In 1999, Meseguer et al. [6] theoretically proposed for the first time to attenuate seismic SAWs through band gaps (BGs) obtained by drilling huge periodic holes in the ground. The dimensions of the holes proposed at that time were of the order of hundreds of meters in diameter and thousands of meters in depth. Such an extreme proposed solution derived from the measurement of the attenuation of SAWs in a scaled experiment of a marble quarry, performed in the kHz frequency regime. After this initial intuition, many years passed without substantial further investigation linking phononic crystals (PCs) and seismic wave attenuation, up to 2014, when Brûlé et al. [7] performed large scale experiments on meter-size periodic holes drilled in the ground. In this occasion the attenuation potential of periodic structures was measured in the 50 Hz frequency range and for bulk waves.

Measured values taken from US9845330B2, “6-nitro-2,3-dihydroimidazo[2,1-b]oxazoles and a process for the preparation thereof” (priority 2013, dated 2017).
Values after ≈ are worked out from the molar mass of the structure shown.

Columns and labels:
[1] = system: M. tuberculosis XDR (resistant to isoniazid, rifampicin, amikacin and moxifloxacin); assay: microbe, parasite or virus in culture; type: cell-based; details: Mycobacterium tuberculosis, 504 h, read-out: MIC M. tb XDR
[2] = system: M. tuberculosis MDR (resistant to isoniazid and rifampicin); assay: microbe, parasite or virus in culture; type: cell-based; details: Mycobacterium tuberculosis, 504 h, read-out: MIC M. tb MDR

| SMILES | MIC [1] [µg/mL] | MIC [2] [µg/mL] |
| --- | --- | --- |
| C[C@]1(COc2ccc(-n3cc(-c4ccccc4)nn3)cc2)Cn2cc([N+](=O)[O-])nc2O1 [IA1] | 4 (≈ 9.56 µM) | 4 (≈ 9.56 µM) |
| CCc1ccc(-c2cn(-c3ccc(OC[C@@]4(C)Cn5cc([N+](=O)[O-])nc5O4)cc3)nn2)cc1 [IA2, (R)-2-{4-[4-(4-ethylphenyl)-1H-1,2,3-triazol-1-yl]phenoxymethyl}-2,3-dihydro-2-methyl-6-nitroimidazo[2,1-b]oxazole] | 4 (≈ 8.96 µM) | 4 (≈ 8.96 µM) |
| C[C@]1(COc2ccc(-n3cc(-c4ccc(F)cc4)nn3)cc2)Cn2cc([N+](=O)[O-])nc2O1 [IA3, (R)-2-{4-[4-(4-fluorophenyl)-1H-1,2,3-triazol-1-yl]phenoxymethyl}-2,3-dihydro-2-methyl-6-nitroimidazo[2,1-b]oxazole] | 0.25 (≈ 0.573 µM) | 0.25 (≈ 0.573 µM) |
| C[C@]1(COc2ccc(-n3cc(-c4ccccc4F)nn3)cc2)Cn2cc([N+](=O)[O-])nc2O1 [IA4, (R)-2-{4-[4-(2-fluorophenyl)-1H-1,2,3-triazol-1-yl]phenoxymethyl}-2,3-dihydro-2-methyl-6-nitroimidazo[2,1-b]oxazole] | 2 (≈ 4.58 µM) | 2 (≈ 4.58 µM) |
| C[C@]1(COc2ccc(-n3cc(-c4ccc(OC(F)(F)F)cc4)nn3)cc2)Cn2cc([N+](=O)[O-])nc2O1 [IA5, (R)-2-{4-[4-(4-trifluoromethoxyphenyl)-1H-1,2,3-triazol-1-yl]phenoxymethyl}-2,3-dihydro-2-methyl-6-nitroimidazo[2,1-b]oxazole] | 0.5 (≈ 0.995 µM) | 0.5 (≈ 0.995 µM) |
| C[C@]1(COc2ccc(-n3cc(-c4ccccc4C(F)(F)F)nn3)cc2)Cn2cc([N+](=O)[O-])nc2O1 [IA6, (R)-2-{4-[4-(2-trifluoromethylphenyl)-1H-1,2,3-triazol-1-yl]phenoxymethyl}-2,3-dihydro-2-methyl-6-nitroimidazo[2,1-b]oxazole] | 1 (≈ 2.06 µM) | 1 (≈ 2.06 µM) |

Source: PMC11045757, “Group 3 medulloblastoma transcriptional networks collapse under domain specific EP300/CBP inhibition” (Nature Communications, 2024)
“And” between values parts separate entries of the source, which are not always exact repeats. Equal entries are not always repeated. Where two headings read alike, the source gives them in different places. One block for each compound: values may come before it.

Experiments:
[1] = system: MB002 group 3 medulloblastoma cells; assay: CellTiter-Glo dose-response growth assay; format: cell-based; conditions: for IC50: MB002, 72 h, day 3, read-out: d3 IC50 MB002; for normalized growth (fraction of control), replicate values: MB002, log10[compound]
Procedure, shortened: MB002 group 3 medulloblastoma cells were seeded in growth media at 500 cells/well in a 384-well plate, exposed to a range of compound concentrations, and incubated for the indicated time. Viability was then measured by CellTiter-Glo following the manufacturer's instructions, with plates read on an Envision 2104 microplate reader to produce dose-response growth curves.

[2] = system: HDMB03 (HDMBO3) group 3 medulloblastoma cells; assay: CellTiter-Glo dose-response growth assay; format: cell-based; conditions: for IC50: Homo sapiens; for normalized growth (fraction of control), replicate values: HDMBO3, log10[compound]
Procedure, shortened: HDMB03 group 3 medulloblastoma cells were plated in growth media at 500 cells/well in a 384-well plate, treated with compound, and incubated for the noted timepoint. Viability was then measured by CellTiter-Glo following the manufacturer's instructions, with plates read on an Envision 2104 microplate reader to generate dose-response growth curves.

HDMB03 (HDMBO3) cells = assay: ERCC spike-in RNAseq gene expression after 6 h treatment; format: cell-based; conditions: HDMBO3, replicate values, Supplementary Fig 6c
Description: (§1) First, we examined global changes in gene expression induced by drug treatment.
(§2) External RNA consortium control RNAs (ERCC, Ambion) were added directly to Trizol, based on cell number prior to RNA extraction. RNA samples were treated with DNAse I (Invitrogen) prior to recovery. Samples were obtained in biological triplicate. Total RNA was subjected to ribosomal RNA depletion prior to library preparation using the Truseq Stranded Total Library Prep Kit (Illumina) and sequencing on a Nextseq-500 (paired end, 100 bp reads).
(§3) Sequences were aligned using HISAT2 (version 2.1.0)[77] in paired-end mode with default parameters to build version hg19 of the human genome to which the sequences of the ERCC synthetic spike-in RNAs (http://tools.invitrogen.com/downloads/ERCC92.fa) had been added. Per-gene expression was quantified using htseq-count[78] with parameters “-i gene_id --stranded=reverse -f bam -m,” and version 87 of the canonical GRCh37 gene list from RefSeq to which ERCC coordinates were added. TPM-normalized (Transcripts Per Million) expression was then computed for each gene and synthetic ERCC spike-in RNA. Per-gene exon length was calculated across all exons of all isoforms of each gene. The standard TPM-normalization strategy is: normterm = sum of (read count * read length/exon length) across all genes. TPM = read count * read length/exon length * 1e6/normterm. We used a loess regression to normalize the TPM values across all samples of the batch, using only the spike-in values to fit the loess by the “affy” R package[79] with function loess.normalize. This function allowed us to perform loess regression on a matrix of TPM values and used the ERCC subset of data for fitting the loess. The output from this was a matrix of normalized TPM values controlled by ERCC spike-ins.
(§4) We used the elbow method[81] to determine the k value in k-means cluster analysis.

From then on, researchers have considered more and more types of PCs as a potential solution for reducing the displacement induced in buildings by seismic waves, including surface localized modes. Several designs have been proposed, based on both large-scale PCs and resonant structures [8,9], trying to meet the stringent requirements of wave attenuation at extremely low frequencies (below 5 Hz) [10], practical manufacturing designs [8], and other technological constraints. Among the resonator-based approaches, the most investigated consists in constructing pillar-like structures at the surface with the goal of redirecting seismic SAWs towards the bulk at a specific angle. This approach is also known in the literature as the “resonant metawedge” [9,11]. Its main drawback is the fact that the effect is rather narrow in frequency, since it relies on the resonance frequency of the resonators composing the system. Krödel et al. [12] showed that it was possible to enlarge the effective frequency range of these structures by using resonators with slightly different resonance frequencies. Other researchers explored the possibility of using buried resonators [13], or drilling periodic trench barriers [14,15], also including the possibility of saturated soil [16]. These methods also provided good attenuation, in larger frequency ranges, since their performance derives from Bragg scattering.